And so it is with the Oran Mor, the melody of the Great Song adding new instruments, varying the theme, and singing through all of creation.  Both the creator and the created, weaver and woven.

If you want to get crazy technical and read a fascinating paper on snow crystal morphogenesis:

Categories: Harebrained Schemes and Useless Information, Myths for Everyday Life | Leave a comment

The Settling of the Manor of Tara

Have you ever forgot to pay a bill on time?  Or failed to find your car keys where you generally leave them?  Even forgetting small details can throw your life into chaos for a time.  Imagine becoming forgetful of even the guiding principles of a nation or an individual’s spiritual practice.  Remaining lost can begin to unwind even the fabric of who we are.  Consider too a land where no one can recall the governing principles or invoke them when needed, perhaps these are civil rights or democracy or the ‘golden rule”.  Sometimes we need someone to remind us……

Each third year in the castle of the High King at Tara a Great Feast was held.  Every noble and many of the people from each land in Ireland were expected to attend and swear their oaths to the King.  They came to share the bounty of the lands and people and participate in contests, poetry, and games of strength.  But this year the nobles stood at the entrance to the feast squabbling about why they should be sharing their bounty with other lands and why they owed their allegiance to the King.  As the bickering wore on a great unease settled on them all as they realized they had forgotten the right order of things.  No one could recall the sacred dividing of the land and the alignment of things within their souls and how both of these things were connected to each other. They all suddenly felt very lost..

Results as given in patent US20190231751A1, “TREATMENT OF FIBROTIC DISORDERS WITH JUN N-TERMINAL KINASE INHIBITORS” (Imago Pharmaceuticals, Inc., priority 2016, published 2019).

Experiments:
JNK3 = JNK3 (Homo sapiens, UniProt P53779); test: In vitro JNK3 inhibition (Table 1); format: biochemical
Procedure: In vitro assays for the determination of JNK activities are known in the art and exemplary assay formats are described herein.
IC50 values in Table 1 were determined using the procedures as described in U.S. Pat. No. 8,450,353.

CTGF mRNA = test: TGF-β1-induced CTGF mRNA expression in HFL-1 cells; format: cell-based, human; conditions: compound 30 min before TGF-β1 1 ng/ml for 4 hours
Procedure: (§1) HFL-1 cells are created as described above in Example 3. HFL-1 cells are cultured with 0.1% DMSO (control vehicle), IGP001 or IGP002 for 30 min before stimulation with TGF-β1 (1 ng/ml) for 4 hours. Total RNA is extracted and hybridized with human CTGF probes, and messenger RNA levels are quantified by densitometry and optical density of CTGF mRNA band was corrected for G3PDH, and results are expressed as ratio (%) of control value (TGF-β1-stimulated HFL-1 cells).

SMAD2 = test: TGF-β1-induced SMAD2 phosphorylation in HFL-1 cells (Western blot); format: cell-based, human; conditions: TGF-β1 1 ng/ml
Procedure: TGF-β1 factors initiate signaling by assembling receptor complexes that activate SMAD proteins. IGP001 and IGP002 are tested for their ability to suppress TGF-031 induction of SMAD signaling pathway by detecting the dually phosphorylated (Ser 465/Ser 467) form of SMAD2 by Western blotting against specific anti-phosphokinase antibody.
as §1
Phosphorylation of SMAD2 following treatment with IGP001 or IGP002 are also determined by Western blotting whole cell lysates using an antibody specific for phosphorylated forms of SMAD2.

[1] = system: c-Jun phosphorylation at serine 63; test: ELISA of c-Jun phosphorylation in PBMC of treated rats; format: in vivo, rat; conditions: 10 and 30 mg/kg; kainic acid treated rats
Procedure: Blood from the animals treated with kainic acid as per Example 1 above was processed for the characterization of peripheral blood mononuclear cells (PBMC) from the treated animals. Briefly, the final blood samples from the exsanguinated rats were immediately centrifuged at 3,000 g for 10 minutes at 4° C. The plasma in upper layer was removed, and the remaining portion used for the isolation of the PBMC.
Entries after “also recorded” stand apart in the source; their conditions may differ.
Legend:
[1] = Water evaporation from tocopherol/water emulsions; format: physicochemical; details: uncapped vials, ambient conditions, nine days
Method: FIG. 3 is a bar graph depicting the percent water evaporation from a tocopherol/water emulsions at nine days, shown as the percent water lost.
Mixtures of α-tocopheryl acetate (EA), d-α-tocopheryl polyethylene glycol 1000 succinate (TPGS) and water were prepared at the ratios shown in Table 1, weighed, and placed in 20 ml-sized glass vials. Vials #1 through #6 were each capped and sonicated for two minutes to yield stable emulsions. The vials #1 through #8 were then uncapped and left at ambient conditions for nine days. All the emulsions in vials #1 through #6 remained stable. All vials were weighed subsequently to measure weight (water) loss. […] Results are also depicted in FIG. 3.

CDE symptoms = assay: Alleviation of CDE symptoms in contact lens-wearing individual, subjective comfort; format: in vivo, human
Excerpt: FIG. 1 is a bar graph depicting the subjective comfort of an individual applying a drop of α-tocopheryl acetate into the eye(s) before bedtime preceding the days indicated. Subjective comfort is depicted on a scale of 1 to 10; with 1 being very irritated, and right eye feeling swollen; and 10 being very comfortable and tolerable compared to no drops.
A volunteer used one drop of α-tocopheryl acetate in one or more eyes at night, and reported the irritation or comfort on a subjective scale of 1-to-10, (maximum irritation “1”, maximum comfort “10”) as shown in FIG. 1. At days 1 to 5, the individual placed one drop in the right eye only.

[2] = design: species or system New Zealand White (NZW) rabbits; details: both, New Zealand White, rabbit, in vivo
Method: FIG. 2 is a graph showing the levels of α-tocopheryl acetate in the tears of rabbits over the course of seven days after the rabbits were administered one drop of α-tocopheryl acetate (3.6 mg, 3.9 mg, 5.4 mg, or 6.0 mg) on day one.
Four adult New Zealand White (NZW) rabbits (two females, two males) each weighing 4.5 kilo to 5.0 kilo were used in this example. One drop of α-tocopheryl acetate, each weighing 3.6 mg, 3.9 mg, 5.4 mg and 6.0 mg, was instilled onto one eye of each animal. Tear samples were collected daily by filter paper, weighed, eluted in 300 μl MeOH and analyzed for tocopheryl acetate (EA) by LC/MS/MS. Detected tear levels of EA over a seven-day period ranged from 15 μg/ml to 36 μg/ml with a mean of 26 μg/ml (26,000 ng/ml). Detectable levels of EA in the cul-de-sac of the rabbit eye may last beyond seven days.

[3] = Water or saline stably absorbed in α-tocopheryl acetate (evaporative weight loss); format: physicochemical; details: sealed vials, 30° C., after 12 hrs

So it was that they sent word to the High King that they could not attend the feast until they were reminded of the right order of things within and without, and thus could recall why they attended the feast every third year.  When the High King heard their demands, he was disturbed, for neither could he recall the right order of things.  Undaunted the King commanded the wisest of lore keepers and sages be brought before him and describe the sacred partitioning of both land and soul in Ireland.